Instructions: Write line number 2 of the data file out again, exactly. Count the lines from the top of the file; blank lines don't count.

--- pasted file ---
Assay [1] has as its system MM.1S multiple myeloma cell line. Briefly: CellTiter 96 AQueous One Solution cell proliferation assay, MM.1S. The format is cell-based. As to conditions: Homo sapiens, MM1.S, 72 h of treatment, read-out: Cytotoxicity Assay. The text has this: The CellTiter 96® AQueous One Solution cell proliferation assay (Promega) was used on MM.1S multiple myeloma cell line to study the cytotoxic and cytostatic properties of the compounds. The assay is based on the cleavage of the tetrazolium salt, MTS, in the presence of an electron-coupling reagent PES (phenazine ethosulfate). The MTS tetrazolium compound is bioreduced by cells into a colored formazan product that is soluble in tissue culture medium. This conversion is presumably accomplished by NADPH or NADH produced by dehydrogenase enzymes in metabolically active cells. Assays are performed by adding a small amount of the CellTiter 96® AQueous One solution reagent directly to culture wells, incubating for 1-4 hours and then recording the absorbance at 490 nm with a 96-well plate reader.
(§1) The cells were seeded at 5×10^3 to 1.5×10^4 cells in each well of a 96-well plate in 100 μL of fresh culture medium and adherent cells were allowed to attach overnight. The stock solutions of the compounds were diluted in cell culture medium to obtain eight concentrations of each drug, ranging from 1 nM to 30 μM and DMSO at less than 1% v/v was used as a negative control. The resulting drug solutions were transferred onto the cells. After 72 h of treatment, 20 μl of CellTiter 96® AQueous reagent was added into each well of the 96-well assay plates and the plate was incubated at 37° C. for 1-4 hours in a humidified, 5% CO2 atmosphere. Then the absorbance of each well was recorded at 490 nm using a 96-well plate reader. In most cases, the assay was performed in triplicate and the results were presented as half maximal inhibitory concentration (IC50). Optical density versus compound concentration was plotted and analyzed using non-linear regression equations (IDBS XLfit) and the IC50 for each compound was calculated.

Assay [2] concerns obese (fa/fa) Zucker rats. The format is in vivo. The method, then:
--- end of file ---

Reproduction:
(§1) The cells were seeded at 5×10^3 to 1.5×10^4 cells in each well of a 96-well plate in 100 μL of fresh culture medium and adherent cells were allowed to attach overnight. The stock solutions of the compounds were diluted in cell culture medium to obtain eight concentrations of each drug, ranging from 1 nM to 30 μM and DMSO at less than 1% v/v was used as a negative control. The resulting drug solutions were transferred onto the cells. After 72 h of treatment, 20 μl of CellTiter 96® AQueous reagent was added into each well of the 96-well assay plates and the plate was incubated at 37° C. for 1-4 hours in a humidified, 5% CO2 atmosphere. Then the absorbance of each well was recorded at 490 nm using a 96-well plate reader. In most cases, the assay was performed in triplicate and the results were presented as half maximal inhibitory concentration (IC50). Optical density versus compound concentration was plotted and analyzed using non-linear regression equations (IDBS XLfit) and the IC50 for each compound was calculated.